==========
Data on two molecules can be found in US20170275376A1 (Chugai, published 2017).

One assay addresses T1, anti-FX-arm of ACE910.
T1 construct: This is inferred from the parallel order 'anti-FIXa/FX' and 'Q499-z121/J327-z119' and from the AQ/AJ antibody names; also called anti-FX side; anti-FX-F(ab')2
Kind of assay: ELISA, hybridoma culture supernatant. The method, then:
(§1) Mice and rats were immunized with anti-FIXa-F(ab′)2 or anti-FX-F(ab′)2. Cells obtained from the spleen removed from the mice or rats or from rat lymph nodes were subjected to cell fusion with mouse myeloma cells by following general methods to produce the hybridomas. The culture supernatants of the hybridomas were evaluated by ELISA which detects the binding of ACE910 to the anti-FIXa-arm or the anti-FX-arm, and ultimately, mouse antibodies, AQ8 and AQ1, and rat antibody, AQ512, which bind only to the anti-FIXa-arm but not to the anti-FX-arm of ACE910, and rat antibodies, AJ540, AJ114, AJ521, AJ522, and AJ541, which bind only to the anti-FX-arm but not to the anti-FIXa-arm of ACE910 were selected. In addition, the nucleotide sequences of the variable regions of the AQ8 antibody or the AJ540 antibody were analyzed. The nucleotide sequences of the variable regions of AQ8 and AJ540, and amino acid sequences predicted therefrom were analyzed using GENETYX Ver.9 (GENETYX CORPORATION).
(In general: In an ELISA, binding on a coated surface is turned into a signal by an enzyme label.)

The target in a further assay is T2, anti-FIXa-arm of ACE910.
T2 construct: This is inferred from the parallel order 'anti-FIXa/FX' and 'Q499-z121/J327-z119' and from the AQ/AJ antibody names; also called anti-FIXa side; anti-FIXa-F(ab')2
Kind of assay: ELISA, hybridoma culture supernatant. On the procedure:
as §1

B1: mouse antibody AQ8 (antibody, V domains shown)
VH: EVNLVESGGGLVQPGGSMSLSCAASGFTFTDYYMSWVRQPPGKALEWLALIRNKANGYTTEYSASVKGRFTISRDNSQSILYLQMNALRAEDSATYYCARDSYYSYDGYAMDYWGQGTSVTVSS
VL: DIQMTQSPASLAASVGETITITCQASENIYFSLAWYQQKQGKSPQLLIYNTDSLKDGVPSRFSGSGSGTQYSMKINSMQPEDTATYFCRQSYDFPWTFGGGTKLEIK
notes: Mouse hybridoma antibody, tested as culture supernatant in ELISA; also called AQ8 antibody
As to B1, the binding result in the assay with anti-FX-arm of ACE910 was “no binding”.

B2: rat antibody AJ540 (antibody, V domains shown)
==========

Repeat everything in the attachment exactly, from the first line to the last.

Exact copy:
Data on two molecules can be found in US20170275376A1 (Chugai, published 2017).

One assay addresses T1, anti-FX-arm of ACE910.
T1 construct: This is inferred from the parallel order 'anti-FIXa/FX' and 'Q499-z121/J327-z119' and from the AQ/AJ antibody names; also called anti-FX side; anti-FX-F(ab')2
Kind of assay: ELISA, hybridoma culture supernatant. The method, then:
(§1) Mice and rats were immunized with anti-FIXa-F(ab′)2 or anti-FX-F(ab′)2. Cells obtained from the spleen removed from the mice or rats or from rat lymph nodes were subjected to cell fusion with mouse myeloma cells by following general methods to produce the hybridomas. The culture supernatants of the hybridomas were evaluated by ELISA which detects the binding of ACE910 to the anti-FIXa-arm or the anti-FX-arm, and ultimately, mouse antibodies, AQ8 and AQ1, and rat antibody, AQ512, which bind only to the anti-FIXa-arm but not to the anti-FX-arm of ACE910, and rat antibodies, AJ540, AJ114, AJ521, AJ522, and AJ541, which bind only to the anti-FX-arm but not to the anti-FIXa-arm of ACE910 were selected. In addition, the nucleotide sequences of the variable regions of the AQ8 antibody or the AJ540 antibody were analyzed. The nucleotide sequences of the variable regions of AQ8 and AJ540, and amino acid sequences predicted therefrom were analyzed using GENETYX Ver.9 (GENETYX CORPORATION).
(In general: In an ELISA, binding on a coated surface is turned into a signal by an enzyme label.)

The target in a further assay is T2, anti-FIXa-arm of ACE910.
T2 construct: This is inferred from the parallel order 'anti-FIXa/FX' and 'Q499-z121/J327-z119' and from the AQ/AJ antibody names; also called anti-FIXa side; anti-FIXa-F(ab')2
Kind of assay: ELISA, hybridoma culture supernatant. On the procedure:
as §1

B1: mouse antibody AQ8 (antibody, V domains shown)
VH: EVNLVESGGGLVQPGGSMSLSCAASGFTFTDYYMSWVRQPPGKALEWLALIRNKANGYTTEYSASVKGRFTISRDNSQSILYLQMNALRAEDSATYYCARDSYYSYDGYAMDYWGQGTSVTVSS
VL: DIQMTQSPASLAASVGETITITCQASENIYFSLAWYQQKQGKSPQLLIYNTDSLKDGVPSRFSGSGSGTQYSMKINSMQPEDTATYFCRQSYDFPWTFGGGTKLEIK
notes: Mouse hybridoma antibody, tested as culture supernatant in ELISA; also called AQ8 antibody
As to B1, the binding result in the assay with anti-FX-arm of ACE910 was “no binding”.

B2: rat antibody AJ540 (antibody, V domains shown)